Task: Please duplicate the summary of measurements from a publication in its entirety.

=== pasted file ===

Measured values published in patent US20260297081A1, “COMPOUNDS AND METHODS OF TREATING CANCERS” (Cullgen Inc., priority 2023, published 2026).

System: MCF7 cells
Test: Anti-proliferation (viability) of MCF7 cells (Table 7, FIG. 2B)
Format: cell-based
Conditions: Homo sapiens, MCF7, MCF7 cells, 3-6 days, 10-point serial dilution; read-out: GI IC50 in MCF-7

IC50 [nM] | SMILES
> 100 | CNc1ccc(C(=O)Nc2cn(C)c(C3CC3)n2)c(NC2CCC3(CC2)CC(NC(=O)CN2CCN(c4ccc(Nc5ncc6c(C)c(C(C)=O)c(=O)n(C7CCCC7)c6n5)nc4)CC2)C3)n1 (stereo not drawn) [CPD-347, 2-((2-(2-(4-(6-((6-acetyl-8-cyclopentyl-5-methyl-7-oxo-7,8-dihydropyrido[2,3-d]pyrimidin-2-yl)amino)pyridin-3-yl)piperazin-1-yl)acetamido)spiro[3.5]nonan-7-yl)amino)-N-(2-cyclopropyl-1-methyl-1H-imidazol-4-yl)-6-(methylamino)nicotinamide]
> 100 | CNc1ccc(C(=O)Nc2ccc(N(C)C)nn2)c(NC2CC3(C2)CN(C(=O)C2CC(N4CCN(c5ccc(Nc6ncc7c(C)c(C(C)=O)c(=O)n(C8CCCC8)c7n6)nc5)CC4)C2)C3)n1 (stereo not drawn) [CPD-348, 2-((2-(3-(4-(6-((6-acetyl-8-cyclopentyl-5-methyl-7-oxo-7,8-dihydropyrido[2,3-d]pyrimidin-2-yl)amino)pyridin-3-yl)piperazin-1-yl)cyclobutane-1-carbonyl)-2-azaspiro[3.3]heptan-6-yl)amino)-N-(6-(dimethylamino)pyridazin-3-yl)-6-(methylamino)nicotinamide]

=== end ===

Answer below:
Measured values published in patent US20260297081A1, “COMPOUNDS AND METHODS OF TREATING CANCERS” (Cullgen Inc., priority 2023, published 2026).

System: MCF7 cells
Test: Anti-proliferation (viability) of MCF7 cells (Table 7, FIG. 2B)
Format: cell-based
Conditions: Homo sapiens, MCF7, MCF7 cells, 3-6 days, 10-point serial dilution; read-out: GI IC50 in MCF-7

IC50 [nM] | SMILES
> 100 | CNc1ccc(C(=O)Nc2cn(C)c(C3CC3)n2)c(NC2CCC3(CC2)CC(NC(=O)CN2CCN(c4ccc(Nc5ncc6c(C)c(C(C)=O)c(=O)n(C7CCCC7)c6n5)nc4)CC2)C3)n1 (stereo not drawn) [CPD-347, 2-((2-(2-(4-(6-((6-acetyl-8-cyclopentyl-5-methyl-7-oxo-7,8-dihydropyrido[2,3-d]pyrimidin-2-yl)amino)pyridin-3-yl)piperazin-1-yl)acetamido)spiro[3.5]nonan-7-yl)amino)-N-(2-cyclopropyl-1-methyl-1H-imidazol-4-yl)-6-(methylamino)nicotinamide]
> 100 | CNc1ccc(C(=O)Nc2ccc(N(C)C)nn2)c(NC2CC3(C2)CN(C(=O)C2CC(N4CCN(c5ccc(Nc6ncc7c(C)c(C(C)=O)c(=O)n(C8CCCC8)c7n6)nc5)CC4)C2)C3)n1 (stereo not drawn) [CPD-348, 2-((2-(3-(4-(6-((6-acetyl-8-cyclopentyl-5-methyl-7-oxo-7,8-dihydropyrido[2,3-d]pyrimidin-2-yl)amino)pyridin-3-yl)piperazin-1-yl)cyclobutane-1-carbonyl)-2-azaspiro[3.3]heptan-6-yl)amino)-N-(6-(dimethylamino)pyridazin-3-yl)-6-(methylamino)nicotinamide]